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What’s the Difference Between Direct and Indirect Drives for Hydraulic Pumps?

Feb. 5, 2016
Engineers and designers commonly use electric motors to power hydraulic pumps. In some cases, the motor and pump are set up in a direct drive configuration. In others, they are connected using an indirect drive. Here’s a look at each drive type.

Engineers and designers commonly use electric motors to power hydraulic pumps. In some cases, the motor and pump are set up in a direct drive configuration. In others, they are connected using an indirect drive. Here’s a look at each drive type.

Direct drives consist of a shaft connecting a motor and pump. They are inexpensive, simple, and eliminate all side loads on the pump bearings. But direct drives are still only applicable to a small number of applications. That’s because the pump and motor must be rigidly and accurately mounted to ensure alignment of the pump and motor shafts. The pump may require a pilot surface to mate with a pilot bore on the mounting pad. Even with piloted surfaces, technicians must be extremely careful with the alignment during installation.

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For some applications, a set of matched pumping elements can be mounted on an overlength motor shaft to ensure proper alignment. The finished setup resembles an integral pump-motor.

If there’s a flexible coupling between the shaft and pump, it is called a direct coupled drive. This is one of the most common ways to drive a pump. It has most of the benefits of a direct drive, but eliminates the need for precise shaft alignment. Side loads on the bearings are usually low, but proportional to the misalignment with some coupling types, and the drive is simple.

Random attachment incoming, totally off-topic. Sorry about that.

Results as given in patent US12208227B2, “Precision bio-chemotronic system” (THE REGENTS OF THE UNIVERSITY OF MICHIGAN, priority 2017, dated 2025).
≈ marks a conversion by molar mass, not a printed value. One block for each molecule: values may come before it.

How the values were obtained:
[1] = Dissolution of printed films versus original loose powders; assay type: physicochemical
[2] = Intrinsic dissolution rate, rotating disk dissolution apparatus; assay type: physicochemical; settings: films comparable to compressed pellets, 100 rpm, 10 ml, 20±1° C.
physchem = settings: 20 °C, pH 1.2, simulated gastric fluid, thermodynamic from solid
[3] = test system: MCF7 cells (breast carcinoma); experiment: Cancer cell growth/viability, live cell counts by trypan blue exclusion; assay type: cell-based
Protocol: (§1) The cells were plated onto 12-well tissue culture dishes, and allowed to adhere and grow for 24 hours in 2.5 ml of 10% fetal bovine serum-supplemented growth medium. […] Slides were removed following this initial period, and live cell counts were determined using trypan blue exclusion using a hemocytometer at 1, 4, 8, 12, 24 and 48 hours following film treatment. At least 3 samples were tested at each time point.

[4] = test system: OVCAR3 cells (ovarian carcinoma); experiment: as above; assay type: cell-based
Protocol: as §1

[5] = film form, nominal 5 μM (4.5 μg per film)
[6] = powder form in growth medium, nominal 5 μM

Couplings generally used in this type of drive should accommodate the angularity of intersecting shafts, as well as offset or nonintersecting shafts. Coupling backlash or “windup” is generally not an issue.

Indirect drives use gears, pulleys, or chains to offset the motor shaft from the shaft turning the pump, providing the obvious advantage of being able to adjust the speed or rpm level of the pump shaft. Indirect drives can be configured to yield almost any motor/pump speed ratio. Thus, a pump can be driven at an unusual speed by a standard motor. Or a shaft turning at some odd speed can be adapted to pump-drive duties through the appropriate indirect drive.

On the downside, indirect drives use more components, adding complexity and cost. They also require more space and can cause excessive side loads on the pump shaft.

Simple indirect drives, in which the driving pulley or gear mounts directly on the pump shaft, creates the highest side loads. To minimize these loads, the driving member should be placed as close on the shaft to the pump as possible. Using the largest practical gear or pulley also minimizes bearing loads.

Complex indirect drives almost completely eliminate side loading by using a flexibly coupled shaft supported by their own bearings. This confers all of the advantages of an indirect drive while avoiding destructive side loading. Because of the separate pillow blocks, shaft, coupling, and drive components required, these are the most complex of all pump drives.

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